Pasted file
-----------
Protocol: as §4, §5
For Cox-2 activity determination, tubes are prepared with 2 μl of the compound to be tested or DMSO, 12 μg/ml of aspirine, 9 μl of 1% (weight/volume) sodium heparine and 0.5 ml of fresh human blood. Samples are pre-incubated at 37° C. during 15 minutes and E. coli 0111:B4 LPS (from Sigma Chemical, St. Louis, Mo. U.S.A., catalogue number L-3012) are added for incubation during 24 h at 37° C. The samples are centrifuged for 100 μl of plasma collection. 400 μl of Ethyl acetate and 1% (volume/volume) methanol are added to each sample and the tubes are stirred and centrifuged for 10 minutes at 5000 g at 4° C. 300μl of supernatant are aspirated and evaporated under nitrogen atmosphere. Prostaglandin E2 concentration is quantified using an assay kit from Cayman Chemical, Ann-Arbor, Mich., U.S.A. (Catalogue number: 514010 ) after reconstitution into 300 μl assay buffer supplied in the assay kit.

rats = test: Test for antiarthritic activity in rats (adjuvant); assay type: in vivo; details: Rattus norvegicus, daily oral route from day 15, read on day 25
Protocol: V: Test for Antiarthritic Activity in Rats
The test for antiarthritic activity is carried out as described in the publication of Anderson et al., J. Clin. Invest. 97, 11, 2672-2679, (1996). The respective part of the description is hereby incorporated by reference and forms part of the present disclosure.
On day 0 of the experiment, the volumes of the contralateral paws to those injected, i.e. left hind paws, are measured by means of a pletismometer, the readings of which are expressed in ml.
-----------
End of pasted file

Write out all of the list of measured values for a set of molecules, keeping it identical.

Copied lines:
Protocol: as §4, §5
For Cox-2 activity determination, tubes are prepared with 2 μl of the compound to be tested or DMSO, 12 μg/ml of aspirine, 9 μl of 1% (weight/volume) sodium heparine and 0.5 ml of fresh human blood. Samples are pre-incubated at 37° C. during 15 minutes and E. coli 0111:B4 LPS (from Sigma Chemical, St. Louis, Mo. U.S.A., catalogue number L-3012) are added for incubation during 24 h at 37° C. The samples are centrifuged for 100 μl of plasma collection. 400 μl of Ethyl acetate and 1% (volume/volume) methanol are added to each sample and the tubes are stirred and centrifuged for 10 minutes at 5000 g at 4° C. 300μl of supernatant are aspirated and evaporated under nitrogen atmosphere. Prostaglandin E2 concentration is quantified using an assay kit from Cayman Chemical, Ann-Arbor, Mich., U.S.A. (Catalogue number: 514010 ) after reconstitution into 300 μl assay buffer supplied in the assay kit.

rats = test: Test for antiarthritic activity in rats (adjuvant); assay type: in vivo; details: Rattus norvegicus, daily oral route from day 15, read on day 25
Protocol: V: Test for Antiarthritic Activity in Rats
The test for antiarthritic activity is carried out as described in the publication of Anderson et al., J. Clin. Invest. 97, 11, 2672-2679, (1996). The respective part of the description is hereby incorporated by reference and forms part of the present disclosure.
On day 0 of the experiment, the volumes of the contralateral paws to those injected, i.e. left hind paws, are measured by means of a pletismometer, the readings of which are expressed in ml.